Despite a slow economic recovery out of the recession, the healthcare industry continues to expand. As the baby boomer generation ages, there will be a growing need to train and hire new professionals to work in a variety of clinical environments, from maternity care to hospice care in clinics, hospitals, homes, and care facilities.
Also known as health information technicians or medical records specialists, billers and coders transcribe the information contained in medical records and other healthcare documentation (like doctor’s notes and laboratory results) into a number of systems of codes. These codes are used universally throughout the healthcare industry, and maintain a standard that lets insurance agencies, hospitals, and other organizations classify medical procedures and bill for services. Billers and coders maintain this standardized system of classification, which is crucial for accurately billing for services rendered and tracking patient health information.
Understand the Difference Between Medical Billing and Coding Jobs
Coders are tasked with organizing and managing health information data by converting written or verbal language into codes that classify and describe medical procedures and services. They categorize patient information in preparation for billing and maintenance of patients’ medical histories. Coders carry out the following responsibilities:
- Review patient information for pre-existing conditions
- Retrieve patient records for medical personnel
- Serve as a liaison between the health clinicians providing patient care and billing offices tasked with securing payment for services rendered
Billers are certified by the American Academy of Professional Coders, which grants the certification of CPB (Certified Professional Biller.) CPBs must:
- Understand the difference between types of insurance plans and how billing strategies differ between them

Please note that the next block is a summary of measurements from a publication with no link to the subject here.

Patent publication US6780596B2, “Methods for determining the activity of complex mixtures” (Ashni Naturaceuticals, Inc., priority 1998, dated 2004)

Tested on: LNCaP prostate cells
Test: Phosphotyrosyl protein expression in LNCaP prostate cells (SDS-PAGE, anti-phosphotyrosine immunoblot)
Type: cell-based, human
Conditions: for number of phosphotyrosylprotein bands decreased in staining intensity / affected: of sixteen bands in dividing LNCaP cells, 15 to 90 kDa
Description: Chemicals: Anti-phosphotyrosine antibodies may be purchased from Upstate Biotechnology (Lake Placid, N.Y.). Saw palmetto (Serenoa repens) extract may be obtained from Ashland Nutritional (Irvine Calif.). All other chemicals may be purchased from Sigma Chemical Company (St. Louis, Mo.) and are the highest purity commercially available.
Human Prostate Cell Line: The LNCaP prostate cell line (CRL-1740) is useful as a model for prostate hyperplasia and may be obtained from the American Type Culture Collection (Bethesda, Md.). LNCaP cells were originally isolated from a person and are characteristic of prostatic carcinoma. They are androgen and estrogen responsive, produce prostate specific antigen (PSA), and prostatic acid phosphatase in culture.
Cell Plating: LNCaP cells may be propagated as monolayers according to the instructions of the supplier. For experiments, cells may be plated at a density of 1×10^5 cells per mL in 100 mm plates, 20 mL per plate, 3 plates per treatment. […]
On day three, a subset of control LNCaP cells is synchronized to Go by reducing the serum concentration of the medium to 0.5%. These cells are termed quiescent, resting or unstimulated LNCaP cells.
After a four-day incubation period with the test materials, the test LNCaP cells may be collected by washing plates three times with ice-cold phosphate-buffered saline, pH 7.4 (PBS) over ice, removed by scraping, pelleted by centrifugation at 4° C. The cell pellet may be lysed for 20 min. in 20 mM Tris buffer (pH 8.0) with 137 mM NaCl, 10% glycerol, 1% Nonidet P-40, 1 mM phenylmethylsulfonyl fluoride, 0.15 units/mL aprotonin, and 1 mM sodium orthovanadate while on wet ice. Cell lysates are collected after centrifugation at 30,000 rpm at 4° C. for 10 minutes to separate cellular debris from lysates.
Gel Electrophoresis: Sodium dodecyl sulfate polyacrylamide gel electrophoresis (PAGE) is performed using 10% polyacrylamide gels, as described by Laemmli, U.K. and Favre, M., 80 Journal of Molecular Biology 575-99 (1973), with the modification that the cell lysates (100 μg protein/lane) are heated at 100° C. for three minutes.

- Apply payer policy, Local Coverage Determinations (LCD,) and National Coverage Determinations (NCD) for the successful submission of claims
- Know CPT, ICD-9-CM, and HCPCS coding guidelines
- Understand the complex rules and regulations that apply to the healthcare industry, including HIPAA, the False Claims Act, the Stark law, and the Fair Debt Collections Act
- Understand the procedures of filing a medical billing claim
- Follow up on claims and denials that are issued by insurance companies
How Much Does a Medical Coder Make?
For entry-level occupations, these positions still offer relatively high wages because coders and billers must demonstrate accuracy and consistency. In 2012, junior medical billers and coders made $34,200 a year, which is about $16.42 an hour. However, medical billers and coders who have earned more experience on the job, demonstrated success, and continued their education by completing certification programs can earn over $50,000 per year. The most senior medical billers and coders, at the top ten percent of their field, can expect to earn an average of $27.02 an hour. With rapidly expanding healthcare markets in certain states where projected industry growth outstrips the supply of qualified workers, billers and coders may enjoy even higher wages and benefits. Take, for example, the state of California. The highest salary recorded in the Golden State was over $65,000 a year.
How much does a medical biller make with certification and experience?